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High Five Music History

Five Former Music Fests That Made the Valley’s Ears Ring

summertime gatherings that live on only in musical memories

Tom Giffey |

EAUX WHAT A NIGHT. Fans at the Eaux Claires fest in
EAUX WHAT A NIGHT. Fans at the Eaux Claires fest in 2017.

Over the past few decades, the Chippewa Valley has been recognized as a hotbed of summer music festivals, with longtime favorites like County Jam, County Fest, and Rock Fest, as well as more recent arrivals such as Blue Ox, OneFest, and Reverb. However, a few festivals that once made a splash with music fans now live on only in their memories. Here are five of them:

1. SHAKE, RATTLE & ROLL

The grandfather of the contemporary lineup of local fests was Shake, Rattle, & Roll, an oldies-themed shindig first held in the parking lot of Fanny Hill Dinner Theater in 1987 (which later moved to the festival grounds nearby that became the longtime home of Country Jam). Over the next seven years, it featured a host of nostalgia-inducing 1950s through ’70s acts like Jan and Dean, The Shirelles, Chubby Checker, the Village People, and Chicago. In 1990, the success of Shake, Rattle & Roll inspired some of its founders to create Country Jam, which is still going strong 34 years later.

MACHO MEN. A print ad for Shake, Rattle & Roll in 1993, featuring the Village People.
MACHO MEN. A print ad for Shake, Rattle & Roll in 1993, featuring the Village People.

2. SUMMER JAM

Speaking of Country Jam, in the early 2000s its promoters tried their hand at a new fest featuring Top 40 rock and pop. Using Country Jam’s grounds in the Town of Union, Summer Jam made its debut as a one-day festival in July 2002 with headliners Nickelback, Ashanti, and Lifehouse, and returned in August 2003 with 3 Doors Down, Seether, and Trapt. Sadly for fans of early-aughts alt-rock, Summer Jam never returned.

3. EAUX CLAIRES

Perhaps the most widely remembered bygone fest was also the most ambitious: the Eaux Claires Music & Art Festival, which ran between 2015 and 2018 on the Country Jam grounds. The brainchild of Eau Claire native Justin Vernon (Bon Iver) and his friend Aaron Dessner (The National), the festival defied the restrictions of genre, platforming indie rock alongside hip-hop, gospel, R&B, folk, and more. With exhibitions of visual and literary art as well as experimental music, Eaux Claires was more of a creative project than a traditional music fest. It went on hiatus in 2019, and plans to return in 2020 were quashed by the pandemic.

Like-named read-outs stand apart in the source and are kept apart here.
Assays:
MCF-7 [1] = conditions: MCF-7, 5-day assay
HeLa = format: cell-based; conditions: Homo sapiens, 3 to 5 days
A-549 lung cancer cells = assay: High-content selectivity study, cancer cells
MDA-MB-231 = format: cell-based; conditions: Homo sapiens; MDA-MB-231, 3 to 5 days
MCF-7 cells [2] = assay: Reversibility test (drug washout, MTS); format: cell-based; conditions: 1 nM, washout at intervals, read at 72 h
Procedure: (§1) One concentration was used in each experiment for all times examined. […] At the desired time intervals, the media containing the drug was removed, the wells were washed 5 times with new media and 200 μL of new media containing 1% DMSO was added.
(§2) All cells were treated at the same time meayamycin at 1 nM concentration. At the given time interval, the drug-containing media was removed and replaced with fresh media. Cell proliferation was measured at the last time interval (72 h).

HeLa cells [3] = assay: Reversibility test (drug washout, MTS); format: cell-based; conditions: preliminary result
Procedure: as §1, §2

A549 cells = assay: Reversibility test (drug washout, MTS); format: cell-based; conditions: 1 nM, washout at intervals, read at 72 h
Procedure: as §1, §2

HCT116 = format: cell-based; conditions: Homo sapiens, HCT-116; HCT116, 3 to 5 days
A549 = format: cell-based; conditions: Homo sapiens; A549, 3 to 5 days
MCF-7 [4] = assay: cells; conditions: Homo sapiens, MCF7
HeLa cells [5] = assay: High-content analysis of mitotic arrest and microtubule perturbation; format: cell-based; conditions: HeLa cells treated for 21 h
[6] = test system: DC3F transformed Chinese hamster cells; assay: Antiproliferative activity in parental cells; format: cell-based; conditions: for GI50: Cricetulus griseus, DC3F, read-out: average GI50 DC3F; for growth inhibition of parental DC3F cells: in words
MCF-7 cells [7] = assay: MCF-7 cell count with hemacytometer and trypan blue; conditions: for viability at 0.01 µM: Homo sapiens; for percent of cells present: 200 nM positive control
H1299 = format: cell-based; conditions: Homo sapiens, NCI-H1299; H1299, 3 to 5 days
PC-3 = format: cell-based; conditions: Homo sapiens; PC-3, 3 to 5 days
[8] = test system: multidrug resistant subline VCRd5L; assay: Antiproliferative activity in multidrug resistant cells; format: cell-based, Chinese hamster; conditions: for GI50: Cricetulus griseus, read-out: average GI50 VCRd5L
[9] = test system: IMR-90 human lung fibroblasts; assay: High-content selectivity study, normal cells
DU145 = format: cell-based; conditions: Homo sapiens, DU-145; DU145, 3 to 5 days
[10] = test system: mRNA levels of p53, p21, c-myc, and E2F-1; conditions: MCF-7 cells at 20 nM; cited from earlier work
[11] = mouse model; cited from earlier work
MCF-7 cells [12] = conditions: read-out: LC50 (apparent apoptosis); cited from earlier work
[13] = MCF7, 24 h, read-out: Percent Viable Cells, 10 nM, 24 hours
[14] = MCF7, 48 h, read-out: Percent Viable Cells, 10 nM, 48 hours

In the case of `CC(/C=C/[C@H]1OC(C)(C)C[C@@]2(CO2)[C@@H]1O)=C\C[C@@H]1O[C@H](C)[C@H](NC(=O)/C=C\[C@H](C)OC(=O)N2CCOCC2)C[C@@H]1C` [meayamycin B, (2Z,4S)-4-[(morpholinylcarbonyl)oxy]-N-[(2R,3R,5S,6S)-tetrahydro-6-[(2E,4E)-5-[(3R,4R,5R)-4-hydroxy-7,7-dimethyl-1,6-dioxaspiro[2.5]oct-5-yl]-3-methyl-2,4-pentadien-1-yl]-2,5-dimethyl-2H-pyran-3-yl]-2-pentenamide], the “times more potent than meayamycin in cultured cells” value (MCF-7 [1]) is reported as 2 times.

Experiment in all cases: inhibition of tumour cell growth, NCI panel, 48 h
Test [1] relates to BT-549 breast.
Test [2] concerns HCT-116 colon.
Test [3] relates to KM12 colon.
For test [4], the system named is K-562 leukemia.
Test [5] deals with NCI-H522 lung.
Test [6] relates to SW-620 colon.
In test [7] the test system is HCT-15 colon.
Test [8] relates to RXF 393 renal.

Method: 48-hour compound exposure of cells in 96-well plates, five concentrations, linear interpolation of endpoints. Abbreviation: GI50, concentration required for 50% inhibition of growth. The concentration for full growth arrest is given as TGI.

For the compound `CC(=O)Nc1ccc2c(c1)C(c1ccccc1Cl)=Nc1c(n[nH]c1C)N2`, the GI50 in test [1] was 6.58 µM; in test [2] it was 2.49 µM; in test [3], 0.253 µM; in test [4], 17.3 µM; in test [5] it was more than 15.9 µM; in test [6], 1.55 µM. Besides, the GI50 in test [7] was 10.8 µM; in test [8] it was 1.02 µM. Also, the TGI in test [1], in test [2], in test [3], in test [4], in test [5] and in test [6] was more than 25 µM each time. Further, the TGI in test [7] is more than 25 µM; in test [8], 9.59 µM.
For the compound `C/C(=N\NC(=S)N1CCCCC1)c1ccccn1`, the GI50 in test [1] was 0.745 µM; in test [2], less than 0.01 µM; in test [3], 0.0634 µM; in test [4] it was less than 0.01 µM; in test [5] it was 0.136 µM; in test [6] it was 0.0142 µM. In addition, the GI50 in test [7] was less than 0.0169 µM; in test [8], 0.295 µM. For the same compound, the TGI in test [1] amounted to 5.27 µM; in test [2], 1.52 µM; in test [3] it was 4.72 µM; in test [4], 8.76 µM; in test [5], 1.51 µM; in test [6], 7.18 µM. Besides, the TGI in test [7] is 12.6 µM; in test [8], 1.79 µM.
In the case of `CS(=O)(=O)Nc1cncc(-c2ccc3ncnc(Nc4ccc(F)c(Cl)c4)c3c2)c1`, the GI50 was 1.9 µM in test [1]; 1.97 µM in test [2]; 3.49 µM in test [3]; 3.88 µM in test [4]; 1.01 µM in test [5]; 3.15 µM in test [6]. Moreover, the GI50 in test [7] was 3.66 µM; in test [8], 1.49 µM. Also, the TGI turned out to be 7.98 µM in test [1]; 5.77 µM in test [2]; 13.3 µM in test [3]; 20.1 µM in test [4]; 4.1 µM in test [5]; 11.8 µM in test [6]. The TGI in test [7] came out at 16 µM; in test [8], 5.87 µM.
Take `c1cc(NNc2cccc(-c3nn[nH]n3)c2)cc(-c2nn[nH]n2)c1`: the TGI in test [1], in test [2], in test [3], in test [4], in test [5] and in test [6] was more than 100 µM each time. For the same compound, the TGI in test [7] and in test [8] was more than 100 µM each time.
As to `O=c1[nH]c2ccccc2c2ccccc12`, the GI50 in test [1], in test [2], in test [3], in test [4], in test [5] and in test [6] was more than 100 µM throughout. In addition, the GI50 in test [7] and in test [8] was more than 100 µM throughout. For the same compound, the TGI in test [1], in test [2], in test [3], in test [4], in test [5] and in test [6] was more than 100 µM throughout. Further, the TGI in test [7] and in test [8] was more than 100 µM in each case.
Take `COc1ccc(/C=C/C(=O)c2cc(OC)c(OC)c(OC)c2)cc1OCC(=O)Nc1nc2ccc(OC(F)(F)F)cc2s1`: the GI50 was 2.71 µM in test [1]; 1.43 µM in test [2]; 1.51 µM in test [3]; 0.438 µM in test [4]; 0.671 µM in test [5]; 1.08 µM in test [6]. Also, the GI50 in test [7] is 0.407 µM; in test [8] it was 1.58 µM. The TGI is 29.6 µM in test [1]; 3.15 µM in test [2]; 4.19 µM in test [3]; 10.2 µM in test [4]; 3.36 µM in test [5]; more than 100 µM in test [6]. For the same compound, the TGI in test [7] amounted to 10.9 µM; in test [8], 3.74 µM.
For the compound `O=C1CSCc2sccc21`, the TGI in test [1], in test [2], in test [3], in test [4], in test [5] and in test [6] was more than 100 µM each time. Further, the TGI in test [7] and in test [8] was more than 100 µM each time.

Francis Farewell Starlite
Pictured, left to right: Chance the Rapper, Francis Farewell Starlite, and Justin Vernon, 2016 Eaux Claires.

4. NORTHWOODS BLUES FESTIVAL

Considering the ongoing popularity of the blues in the Valley – from the heyday of The Joynt and The Stones Throw to the longstanding Tuesday Night Blues series in Owen Park – it was no surprise that the Northwoods Blues Festival put down roots in Chippewa Falls in 2017 after four years in Spooner. First at the Northern Wisconsin State Fairgrounds and later in Riverfront Park, the fest featured national and regional performers like Bernard Allison, John Primer, and Howard “Guitar” Luedtke. Fans were left singing the blues – at least metaphorically – when the fest called it quits after 2022.

5. SAWDUST CITY DAYS BLUEGRASS FESTIVAL

Blue Ox Music Festival is celebrating 10 years of bluegrass, roots, and Americana in Eau Claire this summer, but it’s not the area’s first bluegrass festival. If our sleuthing is correct, that honor belongs to the Sawdust City Bluegrass Festival, which first popped up in 1976 as part of the now-defunct Sawdust City Days (which also included a parade, a carnival, and much more). From a banjo and fiddle-picking contest that first year, the festival expanded to feature regional and local folk and bluegrass acts each summer through the early 1990s, including the likes of Billy Krause and Randy Sabien. Over the years, the musical component of Sawdust City Days began to encompass classic rockers like Three Dog Night and local bands like Aircraft, and eventually the bluegrass component – and Sawdust City Days itself – died out in the mid-’90s.